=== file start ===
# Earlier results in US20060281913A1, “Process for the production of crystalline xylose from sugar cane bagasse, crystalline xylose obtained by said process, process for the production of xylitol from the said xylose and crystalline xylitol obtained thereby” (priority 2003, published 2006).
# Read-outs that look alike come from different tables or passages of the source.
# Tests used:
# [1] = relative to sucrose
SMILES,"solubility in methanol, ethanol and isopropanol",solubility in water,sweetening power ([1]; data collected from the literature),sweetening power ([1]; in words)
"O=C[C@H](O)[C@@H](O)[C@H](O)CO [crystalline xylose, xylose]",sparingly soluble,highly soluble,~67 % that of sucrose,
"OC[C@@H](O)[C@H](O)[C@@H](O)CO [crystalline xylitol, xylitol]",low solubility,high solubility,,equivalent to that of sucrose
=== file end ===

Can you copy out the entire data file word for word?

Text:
# Earlier results in US20060281913A1, “Process for the production of crystalline xylose from sugar cane bagasse, crystalline xylose obtained by said process, process for the production of xylitol from the said xylose and crystalline xylitol obtained thereby” (priority 2003, published 2006).
# Read-outs that look alike come from different tables or passages of the source.
# Tests used:
# [1] = relative to sucrose
SMILES,"solubility in methanol, ethanol and isopropanol",solubility in water,sweetening power ([1]; data collected from the literature),sweetening power ([1]; in words)
"O=C[C@H](O)[C@@H](O)[C@H](O)CO [crystalline xylose, xylose]",sparingly soluble,highly soluble,~67 % that of sucrose,
"OC[C@@H](O)[C@H](O)[C@@H](O)CO [crystalline xylitol, xylitol]",low solubility,high solubility,,equivalent to that of sucrose